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Continue enjoying your break! We'll be waiting but take your time.

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I promised myself I wouldn’t start reading if I woke up early and could go back to sleep. (I have terrible insomnia.) But when I saw your article (which you weren’t supposed to write) I immediately started reading it at 5:00 am. Now I’m tired AND pissed. Thanks, Chris! Please take your break so I can pretend the world is okay just for a bit and get some shuteye.

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Please, by all means, continue writing. I needed to read your piece today. Thank you.

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Don’t know your age, Chris, but here’s the thing: They don’t even have to “burn” dictionaries, because dictionaries are no longer solid objects. I wouldn’t at all be surprised if half of our millennials have never thumbed through an actual paper dictionary.

Words can be memory-holed or their meanings twisted at the speed of clicks. Just like our “print journalists” now stealth edit their pieces three times in 48 hours if their initial grovelling or exaggerations didn’t work out right.

Printed books are themselves basically samizdat.

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This is my worry -- that it’s not just the media, but what should be staid and reliable publishers of dictionaries and other reference works being too quick to jump on the latest bandwagons.

And meanwhile that’s what ChatGPT gets trained on, whatever’s out there on the internet... wonder if anyone has yet asked it to define “woman”?

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May 28, 2023·edited May 28, 2023Liked by Chris Bray

The problem is that anyone who was "staid and reliable" is inevitably being replaced by ideologues. Because ideologues are all we have coming out of our "universities". Unlike Chris and his commenters, the rising generations have no grounding in the print culture that still dominated in the last century. And given the other planks of their "education," they really, *literally* have no concept of either 1) logical argument or 2) the liberal order and how it's supposed to work.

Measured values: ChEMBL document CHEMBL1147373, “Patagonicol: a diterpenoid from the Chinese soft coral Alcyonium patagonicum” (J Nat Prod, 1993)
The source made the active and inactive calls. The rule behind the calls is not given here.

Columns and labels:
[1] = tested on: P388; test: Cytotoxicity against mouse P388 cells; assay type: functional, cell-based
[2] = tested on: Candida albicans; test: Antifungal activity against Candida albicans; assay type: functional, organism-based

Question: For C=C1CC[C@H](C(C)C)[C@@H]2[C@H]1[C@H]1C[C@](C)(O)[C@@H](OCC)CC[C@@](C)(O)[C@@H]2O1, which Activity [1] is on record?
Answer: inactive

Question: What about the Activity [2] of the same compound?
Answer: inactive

But let's stick with their disconnect from 20th c. print culture. When Chris writes of Zamyatin and Soviet censorship, you and I and most of his readers respond, but I'm very confident that for nearly anyone now under 40, he might as well be writing of the Carolingian Empire. It's that distant to them, that irrelevant.

This is the register in which I interpret Chris' recent frustration with his writing. He keeps demonstrating that, yep, the new piece in WaPo is, once again, solid excrement. He lays out its painful lack of coherence, its almost gleefully unaware double-standards--*but to what end*? Indeed. There remains a solid cadre of people who recognize excrement when they see it, but we're defined largely by generation. And we're on our way out.

As for the rising generations, I'm convinced they're going to have to learn the hard way, by living in the world their idiocy is creating. Because they've neither any interest in nor capability of seeing what we see. They haven't been *educated*, in our sense of what that word means. And they're everywhere.

I do hope Chris continues with his dissections--really nobody does it better--but probably it's true he should in addition begin thinking of a different genre, or at least a different writerly angle of attack.

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May 28, 2023Liked by Chris Bray

This was an exemplary summation.

I'm equally awed and envious.

A personal anecdote: I've noticed that if you do get youngsters to read real books (i.e. written/published pre-PC thuggery really took off) they get really angry with the people that have censored their access to our literary history.

Like, /really/ angry.

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May 28, 2023·edited May 28, 2023

Thank you for the kind words, Rikard. And you point to what's probably the most important work any of us could be doing. Getting young people away from their devices long enough to get *real books* into their hands.

It must have been gratifying to see that anger. You helped some young people realize they'd been robbed. And they could now maybe start on getting back what was stolen.

If one can manage to make a few young people thus angry per year, life isn't wasted.

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Thank you right back!

I've "exposed" young'uns (meaning 20 to 30 year olds) to swedish movies they've never heard about, movies which are classics for my generation. What's been fun is telling them that the actors and makers largely were left-leaning liberals, secular humanists or outright communists/socialists, yet today they and their stories, jokes, and soon would be called "right-wing extremism", "triggering" and the rest of the pomo-fascist bullshit.

As one young woman, a lodger of ours some fivey ears back, said when watching a classic swedish movie (Ägget är löst/The egg is loose, the titlebeing a pun since a "löst ägg" means a soft-boiled egg but it can also beread as loose in the sense of running free; gah, puns just won't translate!):